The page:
The following information comes from Manual of Police Revolver Shooting by R. M. Bair. Manual of Police Revolver Instruction is also available to purchase in print.
FLINCHING is the most difficult obstacle or handicap for the officer to overcome while learning to become a good revolver shot. Flinching is an involuntary movement of the arm and shoulder muscles, causing tenseness at the time of firing and is very often accompanied by jerking the head and closing both eyes at the time of the flash, explosion and recoil.
Flinching is sometimes caused by carelessness or lack of concentration, but in most cases is caused by an unconscious fear of the flash, explosion and recoil at the time of firing the revolver. Very often, the shooter will unconsciously move his arm forward (tensing the muscles and nerves) to meet the recoil. The effect of flinching will cause wild shots on the target and very often a complete miss on a man-sized target at short range.
The officer can determine if he is flinching and to what extent, by loading several chambers in the cylinder with empty cartridge cases and several with loaded cartridges, giving the cylinder a spin and without looking to see the arrangement of the loaded cartridges in the cylinder close it. He should then start firing as though each chamber held a loaded cartridge and when the hammer falls on an empty, he will be able to see the degree to which he is flinching. This will show him how much the sights have been deranged or moved out of alignment with the target.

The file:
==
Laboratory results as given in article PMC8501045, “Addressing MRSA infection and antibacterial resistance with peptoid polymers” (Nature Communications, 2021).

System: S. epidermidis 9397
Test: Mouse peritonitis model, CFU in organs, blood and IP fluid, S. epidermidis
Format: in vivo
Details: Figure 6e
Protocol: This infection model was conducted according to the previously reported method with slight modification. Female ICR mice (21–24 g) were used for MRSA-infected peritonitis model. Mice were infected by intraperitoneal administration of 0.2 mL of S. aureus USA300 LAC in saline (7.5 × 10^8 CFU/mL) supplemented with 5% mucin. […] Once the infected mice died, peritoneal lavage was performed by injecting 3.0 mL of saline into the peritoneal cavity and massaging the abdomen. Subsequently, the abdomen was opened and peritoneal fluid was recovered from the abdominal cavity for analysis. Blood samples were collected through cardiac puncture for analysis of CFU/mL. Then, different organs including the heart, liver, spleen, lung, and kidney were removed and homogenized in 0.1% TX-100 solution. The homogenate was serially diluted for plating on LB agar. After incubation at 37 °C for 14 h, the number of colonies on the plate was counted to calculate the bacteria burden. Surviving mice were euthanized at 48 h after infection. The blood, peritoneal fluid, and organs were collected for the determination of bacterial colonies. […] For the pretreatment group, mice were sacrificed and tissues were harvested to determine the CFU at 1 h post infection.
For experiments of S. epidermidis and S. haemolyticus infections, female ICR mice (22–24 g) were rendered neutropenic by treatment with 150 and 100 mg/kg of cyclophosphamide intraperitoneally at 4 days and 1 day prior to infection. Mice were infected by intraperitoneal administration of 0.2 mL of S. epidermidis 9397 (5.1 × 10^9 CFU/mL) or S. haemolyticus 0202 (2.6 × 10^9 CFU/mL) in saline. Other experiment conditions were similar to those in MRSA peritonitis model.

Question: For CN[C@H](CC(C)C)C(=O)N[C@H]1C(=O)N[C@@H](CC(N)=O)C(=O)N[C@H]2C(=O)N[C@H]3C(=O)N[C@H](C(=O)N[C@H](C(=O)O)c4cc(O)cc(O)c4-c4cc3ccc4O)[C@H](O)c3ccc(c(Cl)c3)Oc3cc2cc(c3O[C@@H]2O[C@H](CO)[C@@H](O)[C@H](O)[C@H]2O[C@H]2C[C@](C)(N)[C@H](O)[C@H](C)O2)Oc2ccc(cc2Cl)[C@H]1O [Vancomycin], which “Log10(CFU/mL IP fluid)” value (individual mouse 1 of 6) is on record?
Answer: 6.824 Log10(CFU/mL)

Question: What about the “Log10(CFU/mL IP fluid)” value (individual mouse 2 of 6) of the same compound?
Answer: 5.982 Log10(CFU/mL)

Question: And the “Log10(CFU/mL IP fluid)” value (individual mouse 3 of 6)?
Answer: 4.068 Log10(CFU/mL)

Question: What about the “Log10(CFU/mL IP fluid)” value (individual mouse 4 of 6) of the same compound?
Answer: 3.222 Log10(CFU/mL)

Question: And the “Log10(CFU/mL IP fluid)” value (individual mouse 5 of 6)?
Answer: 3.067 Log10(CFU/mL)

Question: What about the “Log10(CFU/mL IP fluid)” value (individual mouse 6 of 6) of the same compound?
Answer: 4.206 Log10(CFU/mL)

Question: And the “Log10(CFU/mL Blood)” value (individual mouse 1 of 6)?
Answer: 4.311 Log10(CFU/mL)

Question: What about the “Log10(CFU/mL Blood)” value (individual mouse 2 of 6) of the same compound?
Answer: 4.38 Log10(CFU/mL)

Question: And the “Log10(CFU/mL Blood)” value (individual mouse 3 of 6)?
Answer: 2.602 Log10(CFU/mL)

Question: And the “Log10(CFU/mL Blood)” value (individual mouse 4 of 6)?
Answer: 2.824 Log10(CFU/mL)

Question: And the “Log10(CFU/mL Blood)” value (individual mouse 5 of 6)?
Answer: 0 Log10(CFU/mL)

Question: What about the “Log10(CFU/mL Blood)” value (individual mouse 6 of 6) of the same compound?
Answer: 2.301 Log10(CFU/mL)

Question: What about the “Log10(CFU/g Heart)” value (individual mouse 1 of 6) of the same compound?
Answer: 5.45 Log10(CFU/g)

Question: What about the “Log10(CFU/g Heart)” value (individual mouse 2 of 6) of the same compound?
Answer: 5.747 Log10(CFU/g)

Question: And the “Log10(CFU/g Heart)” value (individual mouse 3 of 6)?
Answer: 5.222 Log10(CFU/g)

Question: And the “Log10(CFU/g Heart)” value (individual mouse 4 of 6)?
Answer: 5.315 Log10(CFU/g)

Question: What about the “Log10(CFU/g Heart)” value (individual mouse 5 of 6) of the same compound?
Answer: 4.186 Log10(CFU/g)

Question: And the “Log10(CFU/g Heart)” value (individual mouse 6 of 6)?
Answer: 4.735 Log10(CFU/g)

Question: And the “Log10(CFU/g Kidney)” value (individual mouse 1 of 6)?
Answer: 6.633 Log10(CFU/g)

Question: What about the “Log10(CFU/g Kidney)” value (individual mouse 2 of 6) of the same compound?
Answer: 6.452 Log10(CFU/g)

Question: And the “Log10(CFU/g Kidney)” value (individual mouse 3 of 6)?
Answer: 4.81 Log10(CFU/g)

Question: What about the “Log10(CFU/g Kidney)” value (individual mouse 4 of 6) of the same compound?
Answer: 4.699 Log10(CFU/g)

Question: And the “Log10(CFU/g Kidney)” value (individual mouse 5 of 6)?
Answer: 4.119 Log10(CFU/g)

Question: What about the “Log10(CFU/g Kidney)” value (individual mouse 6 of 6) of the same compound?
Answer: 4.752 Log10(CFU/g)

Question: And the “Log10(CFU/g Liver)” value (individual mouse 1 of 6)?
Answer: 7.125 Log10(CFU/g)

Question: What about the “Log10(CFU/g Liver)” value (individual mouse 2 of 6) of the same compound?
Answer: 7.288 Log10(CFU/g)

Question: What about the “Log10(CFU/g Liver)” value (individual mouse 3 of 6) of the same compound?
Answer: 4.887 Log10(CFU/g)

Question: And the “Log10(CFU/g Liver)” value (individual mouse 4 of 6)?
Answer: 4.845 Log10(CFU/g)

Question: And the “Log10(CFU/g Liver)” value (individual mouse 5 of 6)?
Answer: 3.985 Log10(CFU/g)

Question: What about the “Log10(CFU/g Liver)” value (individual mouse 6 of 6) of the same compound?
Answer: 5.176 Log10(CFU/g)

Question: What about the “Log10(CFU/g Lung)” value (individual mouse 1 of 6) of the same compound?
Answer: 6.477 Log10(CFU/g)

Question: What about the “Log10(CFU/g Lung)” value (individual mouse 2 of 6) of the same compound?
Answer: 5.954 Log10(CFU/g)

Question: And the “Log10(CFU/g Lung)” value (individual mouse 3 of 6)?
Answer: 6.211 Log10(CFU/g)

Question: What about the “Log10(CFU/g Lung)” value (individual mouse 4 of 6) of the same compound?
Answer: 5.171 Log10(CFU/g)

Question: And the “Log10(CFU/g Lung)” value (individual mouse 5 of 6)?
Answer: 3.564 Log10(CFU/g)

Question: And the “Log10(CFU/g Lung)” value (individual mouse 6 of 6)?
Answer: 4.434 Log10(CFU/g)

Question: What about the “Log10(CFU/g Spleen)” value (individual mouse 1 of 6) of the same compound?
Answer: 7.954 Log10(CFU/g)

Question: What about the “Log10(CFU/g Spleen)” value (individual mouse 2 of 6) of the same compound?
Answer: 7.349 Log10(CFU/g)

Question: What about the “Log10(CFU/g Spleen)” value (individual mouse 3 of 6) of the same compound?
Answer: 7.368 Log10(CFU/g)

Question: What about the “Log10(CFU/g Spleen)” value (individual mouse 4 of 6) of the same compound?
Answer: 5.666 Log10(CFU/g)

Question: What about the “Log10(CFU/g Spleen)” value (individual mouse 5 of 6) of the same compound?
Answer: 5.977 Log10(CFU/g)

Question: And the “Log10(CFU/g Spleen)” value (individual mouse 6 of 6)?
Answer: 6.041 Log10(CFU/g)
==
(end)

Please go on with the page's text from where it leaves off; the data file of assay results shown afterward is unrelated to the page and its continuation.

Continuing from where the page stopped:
A very good method of overcoming flinching, is by properly squeezing the trigger and being able to call the location of the shot on the target, keeping both eyes open and seeing the alignment of sights at the time the hammer falls and before the revolver goes into recoil. In order to become a good revolver shot, the officer must learn to concentrate as quickly as possible on hold, squeezing the trigger and calling the shot at the time of firing.
As flinching is usually an involuntary action or the action of the sub-conscious mind telling the shooter to be afraid of the flash, explosion and recoil, he will have to guard against it with every precaution by concentrating on the proper methods of revolver shooting.
- Define flinching?
- What causes flinching?
- What will be the effect of flinching at the time of firing?
- What methods can be used to overcome flinching?
- What is a good method for the officer to determine if he is flinching at the time of firing?
- How will flinching affect the accuracy of shots fired?
- Why is it so necessary for the officer to be able to call his shots at the time of firing?
- What causes flinching at the time of firing besides fear of the flash, explosion and recoil?